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The economic impact of enoxaparin versus unfractionated heparin for prevention of venous thromboembolism in acute ischemic stroke patients

Authors Pineo G, Lin J, Annemans

Received 14 February 2012

Accepted for publication 15 March 2012

Published 23 April 2012 Volume 2012:4 Pages 99—107

DOI https://doi.org/10.2147/CEOR.S30857

Review by Single-blind

Peer reviewer comments 2

Graham F Pineo1, Jay Lin2, Lieven Annemans3
1Department of Medicine, University of Calgary, Calgary, Alberta, Canada; 2Novosys Health, Flemington, NJ; 3Department of Medicine, Ghent University, Ghent and Brussels University, Brussels, Belgium

Abstract: Venous thromboembolism (VTE) is a common complication after acute ischemic stroke that can be prevented by the use of anticoagulants. Current guidelines from the American College of Chest Physicians recommend that patients with acute ischemic stroke and restricted mobility receive prophylactic low-dose unfractionated heparin or a low-molecular-weight heparin. Results from clinical studies, most recently from PREVAIL (PREvention of Venous Thromboembolism After Acute Ischemic Stroke with LMWH and unfractionated heparin), suggest that the low-molecular-weight heparin, enoxaparin, is preferable to unfractionated heparin for VTE prophylaxis in patients with acute ischemic stroke and restricted mobility. This is due to a better clinical benefit-to-risk ratio, with the added convenience of once-daily administration. In line with findings from modeling studies and real-world data in acutely ill medical patients, recent economic data indicate that the higher drug cost of enoxaparin is offset by the reduction in clinical events as compared with the use of unfractionated heparin for the prevention of VTE after acute ischemic stroke, particularly in patients with severe stroke. With national performance measures highlighting the need for hospitals to examine their VTE practices, the relative costs of different regimens are of particular importance to health care decision-makers. The data reviewed here suggest that preferential use of enoxaparin over unfractionated heparin for the prevention of VTE after acute ischemic stroke may lead to reduced VTE rates and concomitant cost savings in clinical practice.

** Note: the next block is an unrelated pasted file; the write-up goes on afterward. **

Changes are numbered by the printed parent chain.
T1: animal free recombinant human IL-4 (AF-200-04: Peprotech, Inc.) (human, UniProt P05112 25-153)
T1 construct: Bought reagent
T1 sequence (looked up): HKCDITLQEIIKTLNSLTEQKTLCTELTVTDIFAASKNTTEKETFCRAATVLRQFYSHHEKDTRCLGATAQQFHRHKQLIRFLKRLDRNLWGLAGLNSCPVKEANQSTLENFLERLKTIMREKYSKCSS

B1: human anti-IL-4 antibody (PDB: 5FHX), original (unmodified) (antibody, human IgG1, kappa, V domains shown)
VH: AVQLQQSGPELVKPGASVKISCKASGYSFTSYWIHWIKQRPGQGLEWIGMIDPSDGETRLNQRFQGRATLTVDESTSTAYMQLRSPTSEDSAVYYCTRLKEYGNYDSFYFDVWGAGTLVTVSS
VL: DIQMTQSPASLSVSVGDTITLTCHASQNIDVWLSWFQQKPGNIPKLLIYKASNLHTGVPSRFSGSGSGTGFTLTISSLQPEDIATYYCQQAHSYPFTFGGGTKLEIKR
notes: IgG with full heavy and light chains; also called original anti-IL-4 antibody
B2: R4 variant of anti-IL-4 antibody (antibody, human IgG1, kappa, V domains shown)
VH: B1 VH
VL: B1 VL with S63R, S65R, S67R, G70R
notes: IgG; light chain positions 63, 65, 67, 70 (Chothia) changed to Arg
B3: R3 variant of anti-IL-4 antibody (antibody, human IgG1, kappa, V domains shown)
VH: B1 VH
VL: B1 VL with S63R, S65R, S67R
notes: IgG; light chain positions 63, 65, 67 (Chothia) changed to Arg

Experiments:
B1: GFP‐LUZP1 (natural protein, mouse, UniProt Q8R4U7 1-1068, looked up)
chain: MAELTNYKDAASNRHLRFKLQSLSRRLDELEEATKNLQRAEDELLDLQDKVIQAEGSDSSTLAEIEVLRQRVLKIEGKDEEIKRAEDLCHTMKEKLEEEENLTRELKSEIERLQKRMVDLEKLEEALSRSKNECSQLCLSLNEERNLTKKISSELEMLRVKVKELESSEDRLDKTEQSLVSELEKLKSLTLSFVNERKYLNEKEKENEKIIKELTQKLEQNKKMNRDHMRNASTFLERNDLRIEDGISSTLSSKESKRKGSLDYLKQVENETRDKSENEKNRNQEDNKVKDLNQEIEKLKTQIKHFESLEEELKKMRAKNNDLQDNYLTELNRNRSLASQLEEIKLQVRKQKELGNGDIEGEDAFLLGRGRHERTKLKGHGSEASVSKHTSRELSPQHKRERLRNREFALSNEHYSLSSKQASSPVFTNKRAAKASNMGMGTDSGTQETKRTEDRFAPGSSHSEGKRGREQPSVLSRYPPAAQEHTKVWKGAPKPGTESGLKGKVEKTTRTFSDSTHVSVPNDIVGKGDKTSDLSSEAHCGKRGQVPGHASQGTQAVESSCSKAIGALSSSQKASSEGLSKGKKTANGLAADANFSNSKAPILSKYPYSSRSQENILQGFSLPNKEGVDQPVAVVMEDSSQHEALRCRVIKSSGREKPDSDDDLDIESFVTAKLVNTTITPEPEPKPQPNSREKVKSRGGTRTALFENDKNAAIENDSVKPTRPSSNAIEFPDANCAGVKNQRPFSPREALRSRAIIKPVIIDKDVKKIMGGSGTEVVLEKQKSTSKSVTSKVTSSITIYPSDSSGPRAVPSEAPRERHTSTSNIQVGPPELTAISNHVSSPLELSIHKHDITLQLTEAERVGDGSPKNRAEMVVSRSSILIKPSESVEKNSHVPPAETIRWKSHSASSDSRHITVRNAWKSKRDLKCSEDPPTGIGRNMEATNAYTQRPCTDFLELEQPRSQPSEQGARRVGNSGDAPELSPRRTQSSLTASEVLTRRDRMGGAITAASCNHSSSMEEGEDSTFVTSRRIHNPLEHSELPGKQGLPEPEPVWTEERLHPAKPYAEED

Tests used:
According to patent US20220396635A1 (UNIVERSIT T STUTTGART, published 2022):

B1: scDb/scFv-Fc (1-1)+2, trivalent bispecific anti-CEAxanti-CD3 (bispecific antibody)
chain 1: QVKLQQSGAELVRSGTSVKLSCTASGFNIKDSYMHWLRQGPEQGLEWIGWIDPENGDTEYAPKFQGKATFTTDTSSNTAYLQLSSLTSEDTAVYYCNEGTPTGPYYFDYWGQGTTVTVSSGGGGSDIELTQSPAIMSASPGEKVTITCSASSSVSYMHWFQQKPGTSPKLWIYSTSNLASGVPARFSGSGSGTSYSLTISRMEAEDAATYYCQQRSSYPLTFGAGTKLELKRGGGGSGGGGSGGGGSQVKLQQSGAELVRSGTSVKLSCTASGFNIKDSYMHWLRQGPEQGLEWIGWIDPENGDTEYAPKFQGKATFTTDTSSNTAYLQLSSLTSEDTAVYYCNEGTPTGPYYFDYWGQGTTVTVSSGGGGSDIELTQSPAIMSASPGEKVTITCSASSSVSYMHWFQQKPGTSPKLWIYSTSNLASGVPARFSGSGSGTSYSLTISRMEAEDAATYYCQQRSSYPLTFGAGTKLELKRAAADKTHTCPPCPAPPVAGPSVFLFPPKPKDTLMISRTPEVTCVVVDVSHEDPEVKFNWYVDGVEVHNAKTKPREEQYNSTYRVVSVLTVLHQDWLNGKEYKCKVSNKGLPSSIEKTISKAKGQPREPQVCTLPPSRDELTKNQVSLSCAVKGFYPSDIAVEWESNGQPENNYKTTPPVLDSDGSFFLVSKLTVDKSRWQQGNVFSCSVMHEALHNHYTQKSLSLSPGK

Keywords: acute ischemic stroke, cost savings, enoxaparin, unfractionated heparin, venous thromboembolism

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